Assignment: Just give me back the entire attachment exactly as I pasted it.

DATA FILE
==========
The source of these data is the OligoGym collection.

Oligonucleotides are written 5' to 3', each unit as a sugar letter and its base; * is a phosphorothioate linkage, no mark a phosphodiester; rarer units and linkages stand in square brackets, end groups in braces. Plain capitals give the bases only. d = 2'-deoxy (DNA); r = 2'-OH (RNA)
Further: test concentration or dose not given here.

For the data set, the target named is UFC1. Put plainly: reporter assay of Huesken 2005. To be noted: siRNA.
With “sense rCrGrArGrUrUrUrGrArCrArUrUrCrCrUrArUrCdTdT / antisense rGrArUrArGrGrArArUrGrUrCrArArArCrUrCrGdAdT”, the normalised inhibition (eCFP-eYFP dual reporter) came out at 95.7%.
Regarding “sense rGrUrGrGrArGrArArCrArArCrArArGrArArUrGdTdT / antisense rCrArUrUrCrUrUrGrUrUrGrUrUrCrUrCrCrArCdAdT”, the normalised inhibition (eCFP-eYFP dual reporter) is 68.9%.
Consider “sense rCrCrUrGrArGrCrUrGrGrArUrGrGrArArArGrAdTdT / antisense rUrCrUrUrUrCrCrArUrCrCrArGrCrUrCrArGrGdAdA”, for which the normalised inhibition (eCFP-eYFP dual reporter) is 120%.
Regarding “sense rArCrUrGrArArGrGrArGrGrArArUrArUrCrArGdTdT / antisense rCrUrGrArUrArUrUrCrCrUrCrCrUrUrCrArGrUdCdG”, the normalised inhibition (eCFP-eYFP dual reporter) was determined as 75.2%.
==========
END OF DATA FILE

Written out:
The source of these data is the OligoGym collection.

Oligonucleotides are written 5' to 3', each unit as a sugar letter and its base; * is a phosphorothioate linkage, no mark a phosphodiester; rarer units and linkages stand in square brackets, end groups in braces. Plain capitals give the bases only. d = 2'-deoxy (DNA); r = 2'-OH (RNA)
Further: test concentration or dose not given here.

For the data set, the target named is UFC1. Put plainly: reporter assay of Huesken 2005. To be noted: siRNA.
With “sense rCrGrArGrUrUrUrGrArCrArUrUrCrCrUrArUrCdTdT / antisense rGrArUrArGrGrArArUrGrUrCrArArArCrUrCrGdAdT”, the normalised inhibition (eCFP-eYFP dual reporter) came out at 95.7%.
Regarding “sense rGrUrGrGrArGrArArCrArArCrArArGrArArUrGdTdT / antisense rCrArUrUrCrUrUrGrUrUrGrUrUrCrUrCrCrArCdAdT”, the normalised inhibition (eCFP-eYFP dual reporter) is 68.9%.
Consider “sense rCrCrUrGrArGrCrUrGrGrArUrGrGrArArArGrAdTdT / antisense rUrCrUrUrUrCrCrArUrCrCrArGrCrUrCrArGrGdAdA”, for which the normalised inhibition (eCFP-eYFP dual reporter) is 120%.
Regarding “sense rArCrUrGrArArGrGrArGrGrArArUrArUrCrArGdTdT / antisense rCrUrGrArUrArUrUrCrCrUrCrCrUrUrCrArGrUdCdG”, the normalised inhibition (eCFP-eYFP dual reporter) was determined as 75.2%.